The AR-15 is the most popular rifle in the United States. In reality, this makes plenty of sense; the rifle is lightweight, accurate, affordable, and easy to shoot.
The carbine variants of these rifles are especially light and handy and dominate the military and police market.
What we saw as the rifle was adopted by more and more military forces and police departments was the adoption of optics designed for close-quarters combat.
These optics provided to military and law enforcement typically came from either Aimpoint or Eotech; these optics grew rapidly in popularity and have become mainstays on rifles in police, military, and civilian hands.
The main difference between the two most popular AR-15 optics is that one is known as a holographic sight, and the other is a red dot sight.
Both are reflexive sights designed for close-range combat. However, the question comes up of which is actually better for the AR 15.
Red Dots vs. Holographic Sights For AR-15
You’ve likely heard a lot about red dots or holographic sights. But, if you’re new to firearms and equipment, you might wonder, “what’s the difference between holograms and red dots?” Then there’s also the question of which is the most appropriate for you.
All About Holographic Sights
Holographic sights are usually in a semi-square shape design, but they can also vary to a rounder style. This square design lacks the overall tube style of a standard optic and offers a much wider field of view.
When using the Bindon aiming concept, the actual rectangular window tends to disappear and simply superimposes the reticle onto your vision. This gives you an enhanced peripheral vision and is almost completely unobstructed.
Holographics use a laser-transmitted hologram to give the user a solid reticle. The use of a laser-transmitted hologram gives the user a slightly more versatile option.
They also solve a problem that for close-range combat, an overly complicated reticle is discouraged, but for longer ranges, the single dot is not the best choice too.
That is why Eotech offers several options for reticles, where a red dot is just a red dot. The basic AR 15 holographic reticle allows ease of use from 2 to 200 yards without adjustments to the reticle.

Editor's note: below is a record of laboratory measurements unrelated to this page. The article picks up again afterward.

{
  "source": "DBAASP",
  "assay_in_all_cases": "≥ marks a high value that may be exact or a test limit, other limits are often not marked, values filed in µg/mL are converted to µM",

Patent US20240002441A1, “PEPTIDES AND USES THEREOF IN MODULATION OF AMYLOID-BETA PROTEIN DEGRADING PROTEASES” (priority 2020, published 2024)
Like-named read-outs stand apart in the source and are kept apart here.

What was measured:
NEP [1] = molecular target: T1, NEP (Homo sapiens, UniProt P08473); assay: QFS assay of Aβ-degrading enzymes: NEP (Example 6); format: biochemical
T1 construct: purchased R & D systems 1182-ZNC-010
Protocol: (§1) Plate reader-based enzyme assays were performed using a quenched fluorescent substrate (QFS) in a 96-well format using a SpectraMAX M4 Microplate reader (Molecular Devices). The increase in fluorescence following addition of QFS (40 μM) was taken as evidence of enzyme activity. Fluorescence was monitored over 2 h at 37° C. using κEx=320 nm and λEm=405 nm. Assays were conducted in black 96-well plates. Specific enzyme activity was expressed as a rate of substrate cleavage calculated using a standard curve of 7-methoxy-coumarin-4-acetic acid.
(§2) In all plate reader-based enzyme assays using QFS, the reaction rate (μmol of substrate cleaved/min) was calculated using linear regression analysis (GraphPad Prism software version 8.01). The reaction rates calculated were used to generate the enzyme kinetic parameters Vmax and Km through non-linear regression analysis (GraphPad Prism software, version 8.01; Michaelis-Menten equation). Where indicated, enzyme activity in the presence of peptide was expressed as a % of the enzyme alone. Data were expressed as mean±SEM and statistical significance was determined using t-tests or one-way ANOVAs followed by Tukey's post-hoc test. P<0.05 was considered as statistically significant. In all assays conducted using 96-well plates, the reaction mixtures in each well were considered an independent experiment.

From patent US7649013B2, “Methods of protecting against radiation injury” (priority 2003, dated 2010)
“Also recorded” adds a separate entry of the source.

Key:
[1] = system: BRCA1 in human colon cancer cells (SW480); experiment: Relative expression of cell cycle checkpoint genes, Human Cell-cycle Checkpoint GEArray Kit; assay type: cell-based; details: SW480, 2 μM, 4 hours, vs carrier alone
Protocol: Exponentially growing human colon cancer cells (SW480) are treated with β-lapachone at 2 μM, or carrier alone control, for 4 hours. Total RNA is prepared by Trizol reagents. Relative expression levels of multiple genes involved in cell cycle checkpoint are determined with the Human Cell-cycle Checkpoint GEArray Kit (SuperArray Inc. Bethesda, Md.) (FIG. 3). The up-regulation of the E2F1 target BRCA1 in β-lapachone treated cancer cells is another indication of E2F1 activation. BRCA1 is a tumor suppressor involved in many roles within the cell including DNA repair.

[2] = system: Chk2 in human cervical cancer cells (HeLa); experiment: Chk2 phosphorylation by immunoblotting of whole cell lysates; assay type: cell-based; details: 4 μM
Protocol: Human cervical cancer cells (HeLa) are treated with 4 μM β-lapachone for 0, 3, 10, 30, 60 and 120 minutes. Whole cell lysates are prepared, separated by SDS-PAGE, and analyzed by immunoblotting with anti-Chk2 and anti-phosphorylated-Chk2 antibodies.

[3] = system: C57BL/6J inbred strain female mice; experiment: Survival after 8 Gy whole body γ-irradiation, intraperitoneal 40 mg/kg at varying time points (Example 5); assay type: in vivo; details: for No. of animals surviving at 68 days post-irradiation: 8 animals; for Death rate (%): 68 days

This is because the reticle uses a 68 MOA circle for close range and a small 1 MOA dot for longer ranges, out to 200 meters. So, when you combine a holographic optic with a magnifier you can turn a 1x CQB optic into a half decent 3 power scope.
Generally, holographic optics are also better suited for being used with magnification. The magnifier sits behind the optic, and when in use, the 1 MOA dot will not expand, but the target will appear three times as large. This makes precision shooting much easier when using a magnifier.
All About Red Dot Sights
Red dots vary greatly in size and style. These sights can be standard tube-shaped designs like the Aimpoint Comp M4, or a micro-optic, with a square-shaped window like the Trijicon RMR.
Red dot designs are much more popular than Holographic sights due to their affordability and simplicity. A red dot can essentially be built much smaller than holographic sights and can act as a backup sight to a main magnified optic.
An AR 15 with a mounted Leupold could attach a red dot on an offset mount and have a backup optic in play for close-range shooting. In addition, because of their simplicity, red dot optics have extremely long battery life.
The Aimpoint models can typically run for five years off a single battery. However, the holographic reticle is more complicated and burns through battery much faster, with Eotechs lasting roughly a thousand hours.
With a good red dot, you’d never have to turn it off and change the battery less than once per year. A red dot might be for you if you want an optic for your AR 15 that you plug, play, and forget about.
Like the classic Aimpoint models, the tube-shaped red dots are more durable. If you are a brush hunter, then the red dot’s ability to shrug off the elements will probably match your AR.
Red dots tend to be more waterproof, better sealed, and capable of being submerged much deeper than any holographic optic.